Natural Features & Ecosystems
The park in American Samoa adds a unique scenic and ecological dimension to the U. S. National Park System. From ocean depths beyond the reefs to cloud forests on island summits the park has outstanding coral reefs, littoral strand and tropical rainforests on four beautiful, tropical island landscapes.
Fringing coral reefs on the islands of Ofu, Olosega and Ta'u are outstanding marine environments. Their character is crystal clear, warm waters and a bewildering tropical sea biodiversity. (Check out the illustrated species lists to fishes and corals on the web links below.)
Though the rainforests have long been occupied by humans (the To'aga archaeological sequence on the Ofu section of the park documents 3000 years of human occupation) the native tropical rainforest is the finest left in the U.S. possessions. Littoral strand, tropical rainforest (montane, ridge top, mountain-top scrub, and cloud forest) are well represented on the Ta'u and Tutuila park segments. With its mid-ocean, Southern hemisphere location the park offers a unique opportunity to sample the renown beauty of the South Pacific.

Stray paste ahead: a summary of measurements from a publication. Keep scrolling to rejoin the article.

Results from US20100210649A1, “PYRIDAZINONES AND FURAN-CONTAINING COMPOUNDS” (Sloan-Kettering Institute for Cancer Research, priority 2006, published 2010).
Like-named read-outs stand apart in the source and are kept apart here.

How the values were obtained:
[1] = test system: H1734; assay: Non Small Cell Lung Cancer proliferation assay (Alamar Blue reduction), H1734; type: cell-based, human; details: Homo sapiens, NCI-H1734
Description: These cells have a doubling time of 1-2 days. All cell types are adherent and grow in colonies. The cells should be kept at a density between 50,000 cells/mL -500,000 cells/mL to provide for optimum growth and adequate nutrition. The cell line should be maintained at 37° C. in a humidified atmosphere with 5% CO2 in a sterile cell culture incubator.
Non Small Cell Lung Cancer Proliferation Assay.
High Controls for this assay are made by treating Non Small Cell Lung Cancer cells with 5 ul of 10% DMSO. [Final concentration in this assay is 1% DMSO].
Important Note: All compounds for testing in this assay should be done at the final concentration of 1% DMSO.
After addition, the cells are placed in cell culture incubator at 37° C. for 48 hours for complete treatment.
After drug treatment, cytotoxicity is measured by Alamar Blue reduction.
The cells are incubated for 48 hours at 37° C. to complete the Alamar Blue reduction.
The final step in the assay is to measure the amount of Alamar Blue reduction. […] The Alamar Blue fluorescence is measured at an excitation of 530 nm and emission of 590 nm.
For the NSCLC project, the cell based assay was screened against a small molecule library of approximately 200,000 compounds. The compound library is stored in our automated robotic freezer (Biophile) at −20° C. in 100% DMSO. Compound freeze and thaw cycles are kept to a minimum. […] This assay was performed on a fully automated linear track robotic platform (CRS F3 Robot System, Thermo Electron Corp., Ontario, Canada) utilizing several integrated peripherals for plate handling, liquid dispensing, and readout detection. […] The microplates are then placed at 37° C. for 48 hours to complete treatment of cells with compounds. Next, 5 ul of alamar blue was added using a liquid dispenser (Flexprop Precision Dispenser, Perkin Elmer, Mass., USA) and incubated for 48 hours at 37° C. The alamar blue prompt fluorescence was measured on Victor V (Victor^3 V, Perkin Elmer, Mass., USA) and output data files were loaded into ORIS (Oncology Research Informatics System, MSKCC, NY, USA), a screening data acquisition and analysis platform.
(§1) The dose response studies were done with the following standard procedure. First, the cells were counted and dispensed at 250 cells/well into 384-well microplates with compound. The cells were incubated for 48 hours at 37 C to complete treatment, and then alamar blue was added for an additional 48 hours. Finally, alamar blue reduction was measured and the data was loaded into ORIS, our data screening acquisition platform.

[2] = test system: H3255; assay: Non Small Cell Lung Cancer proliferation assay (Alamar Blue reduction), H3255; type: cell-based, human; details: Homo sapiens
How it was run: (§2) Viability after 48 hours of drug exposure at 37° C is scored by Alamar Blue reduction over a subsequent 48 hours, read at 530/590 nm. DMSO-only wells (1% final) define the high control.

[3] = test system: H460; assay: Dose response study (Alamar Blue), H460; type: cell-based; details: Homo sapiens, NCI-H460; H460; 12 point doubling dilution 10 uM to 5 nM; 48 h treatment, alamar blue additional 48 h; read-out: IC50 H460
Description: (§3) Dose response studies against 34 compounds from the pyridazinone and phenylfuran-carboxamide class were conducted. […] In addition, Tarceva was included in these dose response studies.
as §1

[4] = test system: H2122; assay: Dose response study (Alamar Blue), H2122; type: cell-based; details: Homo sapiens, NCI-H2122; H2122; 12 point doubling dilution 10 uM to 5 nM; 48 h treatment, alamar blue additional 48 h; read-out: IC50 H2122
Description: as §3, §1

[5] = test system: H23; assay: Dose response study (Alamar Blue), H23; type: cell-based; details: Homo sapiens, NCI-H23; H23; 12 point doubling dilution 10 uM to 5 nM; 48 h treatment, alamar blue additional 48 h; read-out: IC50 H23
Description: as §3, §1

Did You Know?
During the warm months of the southern hemisphere, Samoa’s humpback whales feed in the rich Antarctica waters, 3,200 miles to the south. When Antarctic's bitter winter sets in, humpbacks seek warmer waters, migrating northward, towards Australia and Tonga. At least some migrate onward to Samoa.